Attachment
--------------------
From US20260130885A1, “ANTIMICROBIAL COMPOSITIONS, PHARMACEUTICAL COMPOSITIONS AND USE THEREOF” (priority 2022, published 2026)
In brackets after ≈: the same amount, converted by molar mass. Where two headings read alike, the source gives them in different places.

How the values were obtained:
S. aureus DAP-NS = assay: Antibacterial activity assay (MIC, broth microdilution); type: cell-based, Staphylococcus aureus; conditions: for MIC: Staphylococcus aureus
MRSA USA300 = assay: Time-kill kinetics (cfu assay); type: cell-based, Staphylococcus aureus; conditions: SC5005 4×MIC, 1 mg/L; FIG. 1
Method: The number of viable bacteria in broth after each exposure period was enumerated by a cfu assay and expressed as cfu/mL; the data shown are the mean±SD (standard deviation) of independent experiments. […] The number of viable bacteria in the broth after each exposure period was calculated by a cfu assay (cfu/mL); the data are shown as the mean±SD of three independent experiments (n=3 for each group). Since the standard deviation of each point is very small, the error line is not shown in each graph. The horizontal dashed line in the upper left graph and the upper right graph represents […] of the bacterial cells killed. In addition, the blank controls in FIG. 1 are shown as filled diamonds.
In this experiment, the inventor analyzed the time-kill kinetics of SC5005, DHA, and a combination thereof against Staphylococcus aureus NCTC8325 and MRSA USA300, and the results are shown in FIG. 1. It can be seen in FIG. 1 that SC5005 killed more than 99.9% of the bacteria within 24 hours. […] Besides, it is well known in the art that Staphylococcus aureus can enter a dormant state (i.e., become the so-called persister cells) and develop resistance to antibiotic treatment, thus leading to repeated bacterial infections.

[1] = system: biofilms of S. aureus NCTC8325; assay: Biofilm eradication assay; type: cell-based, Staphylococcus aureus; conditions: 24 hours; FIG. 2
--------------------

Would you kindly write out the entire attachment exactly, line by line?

From US20260130885A1, “ANTIMICROBIAL COMPOSITIONS, PHARMACEUTICAL COMPOSITIONS AND USE THEREOF” (priority 2022, published 2026)
In brackets after ≈: the same amount, converted by molar mass. Where two headings read alike, the source gives them in different places.

How the values were obtained:
S. aureus DAP-NS = assay: Antibacterial activity assay (MIC, broth microdilution); type: cell-based, Staphylococcus aureus; conditions: for MIC: Staphylococcus aureus
MRSA USA300 = assay: Time-kill kinetics (cfu assay); type: cell-based, Staphylococcus aureus; conditions: SC5005 4×MIC, 1 mg/L; FIG. 1
Method: The number of viable bacteria in broth after each exposure period was enumerated by a cfu assay and expressed as cfu/mL; the data shown are the mean±SD (standard deviation) of independent experiments. […] The number of viable bacteria in the broth after each exposure period was calculated by a cfu assay (cfu/mL); the data are shown as the mean±SD of three independent experiments (n=3 for each group). Since the standard deviation of each point is very small, the error line is not shown in each graph. The horizontal dashed line in the upper left graph and the upper right graph represents […] of the bacterial cells killed. In addition, the blank controls in FIG. 1 are shown as filled diamonds.
In this experiment, the inventor analyzed the time-kill kinetics of SC5005, DHA, and a combination thereof against Staphylococcus aureus NCTC8325 and MRSA USA300, and the results are shown in FIG. 1. It can be seen in FIG. 1 that SC5005 killed more than 99.9% of the bacteria within 24 hours. […] Besides, it is well known in the art that Staphylococcus aureus can enter a dormant state (i.e., become the so-called persister cells) and develop resistance to antibiotic treatment, thus leading to repeated bacterial infections.

[1] = system: biofilms of S. aureus NCTC8325; assay: Biofilm eradication assay; type: cell-based, Staphylococcus aureus; conditions: 24 hours; FIG. 2